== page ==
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Evansville debates neighborhood flooding solutions

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GINA R. HEINE
October 21, 2007
— Engineers still are working to determine the best solutions to flooding problems in some of Evansville’s west-side neighborhoods as city committees explore ways to finance such projects.

One solution includes creating a storm water utility, city council president Mason Braunschweig said.


After more than 9 inches of rain fell between Aug. 4-6, drainage easements meant to carry water to detention ponds turned into “lakes” up to 200 feet wide in backyards along South Sixth Street.


Although officials say the drainage system was designed for a 100-year event, the rains overflowed it, flooding backyards and basements on at least two occasions in the last four years.


The city is working to set up a meeting with engineers to decide on a solution to the problem, but in the meantime council members are discussing possible funding sources, said Braunschweig, also the chair of the public works committee.


“I can’t tell you what (the project) will be, but what I can do is plan for potential financing,” he said.


Discussion at Tuesday’s public works meeting will include the idea of starting a storm water utility, Braunschweig said. Such a move would allow certain costs that deal with storm water issues to be funded through a utility rather than general revenue tax.


The idea is becoming more common among cities for a variety of reasons, City Administrator Dan Wietecha said. Storm water expenses are increasing as the state puts additional requirements on how storm water drainage is handled, he said.


“It’s becoming a greater expense on the cities,” he said.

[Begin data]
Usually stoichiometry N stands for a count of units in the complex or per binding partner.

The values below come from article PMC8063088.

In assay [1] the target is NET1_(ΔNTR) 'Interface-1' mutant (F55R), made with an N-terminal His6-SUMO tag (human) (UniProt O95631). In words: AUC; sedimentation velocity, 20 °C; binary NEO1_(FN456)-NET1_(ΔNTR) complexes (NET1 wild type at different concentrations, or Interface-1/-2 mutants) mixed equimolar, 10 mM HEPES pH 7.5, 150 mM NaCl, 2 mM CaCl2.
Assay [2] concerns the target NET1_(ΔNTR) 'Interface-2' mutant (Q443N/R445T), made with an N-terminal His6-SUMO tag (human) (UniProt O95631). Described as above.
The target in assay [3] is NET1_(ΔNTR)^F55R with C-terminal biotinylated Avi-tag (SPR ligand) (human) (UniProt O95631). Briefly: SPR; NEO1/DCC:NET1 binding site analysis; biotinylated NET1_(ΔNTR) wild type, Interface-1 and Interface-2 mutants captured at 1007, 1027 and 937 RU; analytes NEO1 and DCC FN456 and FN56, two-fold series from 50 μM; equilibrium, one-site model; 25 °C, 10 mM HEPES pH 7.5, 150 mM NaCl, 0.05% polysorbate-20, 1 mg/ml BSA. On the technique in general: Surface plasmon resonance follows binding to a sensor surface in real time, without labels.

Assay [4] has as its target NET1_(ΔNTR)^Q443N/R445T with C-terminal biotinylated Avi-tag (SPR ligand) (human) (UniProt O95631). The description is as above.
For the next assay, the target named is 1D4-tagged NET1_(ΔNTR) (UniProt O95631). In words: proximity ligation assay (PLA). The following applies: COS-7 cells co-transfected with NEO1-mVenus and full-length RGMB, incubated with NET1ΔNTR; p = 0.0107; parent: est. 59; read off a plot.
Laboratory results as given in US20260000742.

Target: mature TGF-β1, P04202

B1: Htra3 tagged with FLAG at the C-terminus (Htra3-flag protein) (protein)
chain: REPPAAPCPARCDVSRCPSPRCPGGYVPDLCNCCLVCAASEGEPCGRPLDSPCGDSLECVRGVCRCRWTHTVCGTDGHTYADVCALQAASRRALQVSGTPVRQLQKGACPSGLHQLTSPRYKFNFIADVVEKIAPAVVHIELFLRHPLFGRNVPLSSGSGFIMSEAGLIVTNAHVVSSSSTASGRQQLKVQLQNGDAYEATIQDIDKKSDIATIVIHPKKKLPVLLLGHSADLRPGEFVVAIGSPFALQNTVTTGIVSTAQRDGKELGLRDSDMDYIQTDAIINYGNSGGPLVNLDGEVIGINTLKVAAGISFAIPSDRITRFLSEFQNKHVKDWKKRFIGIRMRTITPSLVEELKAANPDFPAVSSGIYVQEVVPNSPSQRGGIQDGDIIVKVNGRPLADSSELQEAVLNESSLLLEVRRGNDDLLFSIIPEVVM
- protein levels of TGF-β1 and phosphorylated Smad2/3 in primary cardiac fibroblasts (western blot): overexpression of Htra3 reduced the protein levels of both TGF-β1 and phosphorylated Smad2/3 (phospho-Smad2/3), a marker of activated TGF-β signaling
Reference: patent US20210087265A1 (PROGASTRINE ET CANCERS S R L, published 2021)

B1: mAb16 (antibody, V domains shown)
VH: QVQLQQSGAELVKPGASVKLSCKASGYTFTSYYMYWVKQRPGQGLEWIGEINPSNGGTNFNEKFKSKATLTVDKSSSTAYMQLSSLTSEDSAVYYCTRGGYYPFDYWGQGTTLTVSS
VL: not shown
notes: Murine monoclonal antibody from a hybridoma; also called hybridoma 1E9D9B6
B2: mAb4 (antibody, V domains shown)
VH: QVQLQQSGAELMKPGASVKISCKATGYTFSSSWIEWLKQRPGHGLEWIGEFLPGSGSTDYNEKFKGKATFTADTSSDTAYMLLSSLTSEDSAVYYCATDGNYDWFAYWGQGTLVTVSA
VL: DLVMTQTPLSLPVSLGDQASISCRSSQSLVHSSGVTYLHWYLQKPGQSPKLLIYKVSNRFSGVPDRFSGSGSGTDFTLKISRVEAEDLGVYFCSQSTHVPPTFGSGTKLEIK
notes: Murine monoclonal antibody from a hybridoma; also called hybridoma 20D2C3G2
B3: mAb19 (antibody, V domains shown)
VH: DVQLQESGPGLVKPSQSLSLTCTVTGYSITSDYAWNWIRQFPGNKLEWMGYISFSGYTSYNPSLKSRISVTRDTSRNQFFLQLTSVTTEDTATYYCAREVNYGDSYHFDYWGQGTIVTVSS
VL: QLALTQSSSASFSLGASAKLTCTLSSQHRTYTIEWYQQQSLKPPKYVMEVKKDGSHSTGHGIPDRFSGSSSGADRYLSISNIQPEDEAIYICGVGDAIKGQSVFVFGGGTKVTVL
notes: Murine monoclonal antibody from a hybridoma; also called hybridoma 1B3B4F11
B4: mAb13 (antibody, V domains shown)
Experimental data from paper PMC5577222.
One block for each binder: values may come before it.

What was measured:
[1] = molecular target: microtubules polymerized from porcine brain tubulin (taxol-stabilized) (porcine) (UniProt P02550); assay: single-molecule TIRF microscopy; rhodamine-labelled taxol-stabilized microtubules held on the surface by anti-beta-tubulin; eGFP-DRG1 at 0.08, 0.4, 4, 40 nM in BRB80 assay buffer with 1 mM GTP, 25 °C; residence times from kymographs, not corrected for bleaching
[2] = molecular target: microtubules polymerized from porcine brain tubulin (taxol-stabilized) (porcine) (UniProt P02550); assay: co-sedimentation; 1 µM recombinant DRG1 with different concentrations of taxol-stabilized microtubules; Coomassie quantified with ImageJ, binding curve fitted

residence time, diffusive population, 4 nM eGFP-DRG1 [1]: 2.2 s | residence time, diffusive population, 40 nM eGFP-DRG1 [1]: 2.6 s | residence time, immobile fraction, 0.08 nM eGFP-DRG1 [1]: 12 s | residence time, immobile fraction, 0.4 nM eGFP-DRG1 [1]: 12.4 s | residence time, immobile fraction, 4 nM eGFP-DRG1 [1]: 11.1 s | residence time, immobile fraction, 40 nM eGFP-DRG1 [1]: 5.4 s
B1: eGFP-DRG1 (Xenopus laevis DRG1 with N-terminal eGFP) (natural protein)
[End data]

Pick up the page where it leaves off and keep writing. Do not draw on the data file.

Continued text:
Those that receive the benefits of such a utility are the ones paying their proportionate share, he said. Bills would be based on the amount of runoff a home or business is creating, not on the property value.


“I think it makes a lot of sense,” Wietecha said, noting the idea had a “decent reception” by the entire council at its strategic planning session Oct. 13.


A utility would potentially increase the city’s revenue sources because tax-exempt entities such as schools and churches would pay a utility bill.


While there’s no solution to the drainage problems, Braunschweig said it is “very high” among the council’s priorities.


DEADLINE IS THURSDAY

Wisconsin residents and business owners who sustained damage from storms and flooding between Aug. 18 and 31 have until Thursday to apply for federal disaster assistance.


The Thursday deadline marks the end of the application period, which started Aug. 26, when President Bush issued the major disaster declaration.


To apply, call FEMA’s toll-free number, 1-800-621-FEMA (3362) or TTY 1-800-462-7585, from 7 a.m. to 7 p.m. Monday through Saturday.


Residents also can apply anytime at www.fema.gov.


Loan applications to the U.S. Small Business Administration for disaster-related losses to real and personal property and businesses also must be submitted by Thursday.


“Even those who have insurance should apply by Oct. 25 if their home or business suffered damage in the August flooding,” said Diane Kleiboer, state coordinating officer of Wisconsin Emergency Management. “People may find that they still have needs after the insurance settlement and may qualify for financial assistance in the form of a low-interest disaster loan or grant.”


Residents waiting for a final insurance settlement should contact the FEMA Helpline at the same numbers above if their claim is paid or for any other updates to their claim information. If there have been changes to contact information, for example, applicants should call to ensure they receive assistance as quickly as possible.



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